Curbs on derivatives hit world’s biggest covered-bond market
January 28 2020 11:56 PM
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Joggers run along a footpath on the bank of a waterway opposite residential housing in Copenhagen. The Danish Financial Supervisory Authority is now telling lenders they shouldn’t meet the balance principle through the routine use of derivatives. Kristian Vie Madsen, the deputy director for banks at the FSA in Copenhagen, says using derivatives like interest-rate and currency swaps to meet the requirement “should not be the normal way of doing things.”

Bloomberg/Copenhagen

The regulator in charge of the world’s biggest covered-bond market wants issuers to rely less on derivatives to meet a key requirement.
The $490bn bond market behind Danish mortgages is famous for its resilience.
When Denmark went bankrupt during the Napoleonic wars, its mortgage market survived.
One of its key strengths has been its simplicity.
But of late, some issuers have started turning to derivatives to meet a key requirement: the balance principle, which ensures that the maturity and interest rates of bonds funding mortgages match those of the underlying loans.
The balance principle is designed to protect mortgage banks from market and interest-rate risks.
The setup is one of the reasons that Danish covered bonds carry the highest credit rating and are so coveted by investors from Japan to Germany.
The Danish Financial Supervisory Authority is now telling lenders they shouldn’t meet the balance principle through the routine use of derivatives.
Kristian Vie Madsen, the deputy director for banks at the FSA in Copenhagen, says using derivatives like interest-rate and currency swaps to meet the requirement “should not be the normal way of doing things.”
That’s why the FSA is now setting a limit so that derivatives aren’t used on more than 10% of issued bonds.
The new guideline also means that using derivatives on more than 5% of issued bonds requires greater involvement from top management and more risk controls.
If banks issue bonds that don’t have the same maturity as the mortgages, “then you end up having some refinancing risk and if you use derivatives as well, you also can get some liquidity risk,” Madsen said. “The further you go, the higher the risk.
And we think that it’s fair enough to take on some risk, because it can also be more effective, but on the other hand it’s good and sound to have some limits on your risk taking.”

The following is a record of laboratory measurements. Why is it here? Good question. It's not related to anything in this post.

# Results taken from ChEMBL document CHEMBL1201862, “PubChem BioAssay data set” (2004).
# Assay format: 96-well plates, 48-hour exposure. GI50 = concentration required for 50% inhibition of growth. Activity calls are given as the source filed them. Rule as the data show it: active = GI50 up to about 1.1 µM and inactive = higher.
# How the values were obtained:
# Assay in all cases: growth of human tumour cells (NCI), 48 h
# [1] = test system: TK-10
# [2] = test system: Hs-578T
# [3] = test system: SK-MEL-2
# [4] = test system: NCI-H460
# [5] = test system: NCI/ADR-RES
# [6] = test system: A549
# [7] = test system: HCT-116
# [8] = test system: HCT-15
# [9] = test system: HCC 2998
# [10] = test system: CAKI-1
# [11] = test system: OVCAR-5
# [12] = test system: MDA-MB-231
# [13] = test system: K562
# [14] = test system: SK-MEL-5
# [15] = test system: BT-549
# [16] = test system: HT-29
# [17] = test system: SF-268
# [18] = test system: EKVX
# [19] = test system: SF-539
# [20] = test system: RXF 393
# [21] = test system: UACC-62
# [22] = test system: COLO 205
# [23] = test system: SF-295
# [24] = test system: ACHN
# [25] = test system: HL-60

The requirement sets limits on how much risk banks can take when it comes to interest rates, currency, options and liquidity.
It can be met by directly matching the maturities on bonds and loans (the traditional way) or by issuing bonds against pooled loans.
Mortgage banks in Denmark have increasingly been using the second option, which means they need to rely on derivatives to even out any mismatches.
Part of the reason they opt for pooling is to pump up the size of a bond issuance as much as possible, in order to make it more attractive to foreign investors.
The FSA’s crackdown on derivatives represents an extra layer of security that investors generally like.
Lars Peter Lilleore, head of fixed income for Sampension, says that “from a buyer’s point of view, while you cannot unequivocally say that the time-tested matching principle always is better, on average you’d expect it to be.”
“It’s a sign that the FSA would prefer to not deviate too much from the time-tested matching principle.
This I think is consistent with other regulation that aims to heighten transparency,” he said.
Lilleore says that, theoretically, derivatives may be better “in the case where the derivatives add to the efficiency of the institute,” but that’s “difficult to judge from afar.”
Denmark is home to a large derivatives market, with daily turnover of interest-rate-related instruments averaging 147bn kroner in April, making it the world’s 12th biggest, the central bank said last month.
But Denmark’s covered bonds make up the country’s biggest market by far, and are crucial to its economic health.
The regulator spent much of the past decade tidying up after previous financial innovations that threatened to muck up its otherwise smooth-running machinery of the market.
“If you issue a bond that matches the mortgage 100%, as has been the traditional way of doing mortgages in Denmark, you only have a credit risk, and that is of course a quite strong and prudent way of doing things,” Madsen said. “As a supervisory, we do have a preference for that.”
More than a decade ago, mortgage lenders and banks began offering interest-only loans and adjustable-rate mortgages financed with short-maturity bonds.
The products proved wildly popular, particularly after the financial crisis, as rates fell.
But they also introduced new risks to the market and the economy.A new study by Denmark’s central bank found that homeowners who were unable to get new interest-only loans started to cut back significantly on spending once they had to resume full payments on their debt.
More specifically, they reduced their consumption by an average of 3% of income, or roughly 14,000 kroner a year, the study found.
Madsen, who says the authorities were surprised at how quickly the interest-only loans caught on, is keen to avoid a repeat.
“They grew a lot faster than anticipated,” he said.
With derivatives, if “there’s going to be a development,” it needs to be one “that we choose ourselves,” he said.



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